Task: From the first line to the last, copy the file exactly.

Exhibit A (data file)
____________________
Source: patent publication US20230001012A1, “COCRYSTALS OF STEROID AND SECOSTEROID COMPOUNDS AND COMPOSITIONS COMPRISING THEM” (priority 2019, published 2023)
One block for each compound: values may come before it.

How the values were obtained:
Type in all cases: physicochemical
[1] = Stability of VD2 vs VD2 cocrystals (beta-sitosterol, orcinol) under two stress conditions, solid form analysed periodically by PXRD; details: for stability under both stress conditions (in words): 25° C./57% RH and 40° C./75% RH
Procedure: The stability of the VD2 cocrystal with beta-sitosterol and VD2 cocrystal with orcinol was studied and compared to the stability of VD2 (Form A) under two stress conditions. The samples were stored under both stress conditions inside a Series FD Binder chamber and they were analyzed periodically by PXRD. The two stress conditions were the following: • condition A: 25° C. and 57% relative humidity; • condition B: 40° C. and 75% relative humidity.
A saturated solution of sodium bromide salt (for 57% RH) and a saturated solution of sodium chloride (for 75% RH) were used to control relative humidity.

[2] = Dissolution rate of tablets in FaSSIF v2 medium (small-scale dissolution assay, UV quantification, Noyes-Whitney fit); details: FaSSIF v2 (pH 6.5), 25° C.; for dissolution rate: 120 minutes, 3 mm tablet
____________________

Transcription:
Source: patent publication US20230001012A1, “COCRYSTALS OF STEROID AND SECOSTEROID COMPOUNDS AND COMPOSITIONS COMPRISING THEM” (priority 2019, published 2023)
One block for each compound: values may come before it.

How the values were obtained:
Type in all cases: physicochemical
[1] = Stability of VD2 vs VD2 cocrystals (beta-sitosterol, orcinol) under two stress conditions, solid form analysed periodically by PXRD; details: for stability under both stress conditions (in words): 25° C./57% RH and 40° C./75% RH
Procedure: The stability of the VD2 cocrystal with beta-sitosterol and VD2 cocrystal with orcinol was studied and compared to the stability of VD2 (Form A) under two stress conditions. The samples were stored under both stress conditions inside a Series FD Binder chamber and they were analyzed periodically by PXRD. The two stress conditions were the following: • condition A: 25° C. and 57% relative humidity; • condition B: 40° C. and 75% relative humidity.
A saturated solution of sodium bromide salt (for 57% RH) and a saturated solution of sodium chloride (for 75% RH) were used to control relative humidity.

[2] = Dissolution rate of tablets in FaSSIF v2 medium (small-scale dissolution assay, UV quantification, Noyes-Whitney fit); details: FaSSIF v2 (pH 6.5), 25° C.; for dissolution rate: 120 minutes, 3 mm tablet